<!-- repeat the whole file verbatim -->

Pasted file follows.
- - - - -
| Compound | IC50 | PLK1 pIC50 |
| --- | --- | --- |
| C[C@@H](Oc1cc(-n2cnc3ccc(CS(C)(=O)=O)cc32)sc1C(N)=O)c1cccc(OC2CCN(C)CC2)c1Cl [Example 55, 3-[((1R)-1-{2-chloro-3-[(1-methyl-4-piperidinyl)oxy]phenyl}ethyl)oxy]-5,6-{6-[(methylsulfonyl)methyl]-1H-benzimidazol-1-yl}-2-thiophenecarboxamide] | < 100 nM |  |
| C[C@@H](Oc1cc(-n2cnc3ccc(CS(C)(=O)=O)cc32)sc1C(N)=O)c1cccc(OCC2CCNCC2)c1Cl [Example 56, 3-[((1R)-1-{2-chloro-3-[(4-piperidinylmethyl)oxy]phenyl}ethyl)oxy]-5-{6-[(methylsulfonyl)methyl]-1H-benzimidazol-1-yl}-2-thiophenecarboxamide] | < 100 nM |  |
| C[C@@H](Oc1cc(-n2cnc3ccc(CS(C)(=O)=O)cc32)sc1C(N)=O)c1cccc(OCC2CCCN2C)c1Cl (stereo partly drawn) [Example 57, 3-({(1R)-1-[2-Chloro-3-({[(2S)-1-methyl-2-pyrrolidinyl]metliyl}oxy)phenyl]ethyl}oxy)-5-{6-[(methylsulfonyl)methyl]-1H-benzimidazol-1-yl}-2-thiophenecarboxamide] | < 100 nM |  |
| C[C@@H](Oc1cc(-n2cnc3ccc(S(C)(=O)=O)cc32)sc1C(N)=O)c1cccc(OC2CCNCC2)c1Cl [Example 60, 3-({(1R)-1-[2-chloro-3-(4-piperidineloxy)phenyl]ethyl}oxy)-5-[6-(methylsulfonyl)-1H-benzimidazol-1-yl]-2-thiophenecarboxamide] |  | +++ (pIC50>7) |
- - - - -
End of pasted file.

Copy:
| Compound | IC50 | PLK1 pIC50 |
| --- | --- | --- |
| C[C@@H](Oc1cc(-n2cnc3ccc(CS(C)(=O)=O)cc32)sc1C(N)=O)c1cccc(OC2CCN(C)CC2)c1Cl [Example 55, 3-[((1R)-1-{2-chloro-3-[(1-methyl-4-piperidinyl)oxy]phenyl}ethyl)oxy]-5,6-{6-[(methylsulfonyl)methyl]-1H-benzimidazol-1-yl}-2-thiophenecarboxamide] | < 100 nM |  |
| C[C@@H](Oc1cc(-n2cnc3ccc(CS(C)(=O)=O)cc32)sc1C(N)=O)c1cccc(OCC2CCNCC2)c1Cl [Example 56, 3-[((1R)-1-{2-chloro-3-[(4-piperidinylmethyl)oxy]phenyl}ethyl)oxy]-5-{6-[(methylsulfonyl)methyl]-1H-benzimidazol-1-yl}-2-thiophenecarboxamide] | < 100 nM |  |
| C[C@@H](Oc1cc(-n2cnc3ccc(CS(C)(=O)=O)cc32)sc1C(N)=O)c1cccc(OCC2CCCN2C)c1Cl (stereo partly drawn) [Example 57, 3-({(1R)-1-[2-Chloro-3-({[(2S)-1-methyl-2-pyrrolidinyl]metliyl}oxy)phenyl]ethyl}oxy)-5-{6-[(methylsulfonyl)methyl]-1H-benzimidazol-1-yl}-2-thiophenecarboxamide] | < 100 nM |  |
| C[C@@H](Oc1cc(-n2cnc3ccc(S(C)(=O)=O)cc32)sc1C(N)=O)c1cccc(OC2CCNCC2)c1Cl [Example 60, 3-({(1R)-1-[2-chloro-3-(4-piperidineloxy)phenyl]ethyl}oxy)-5-[6-(methylsulfonyl)-1H-benzimidazol-1-yl]-2-thiophenecarboxamide] |  | +++ (pIC50>7) |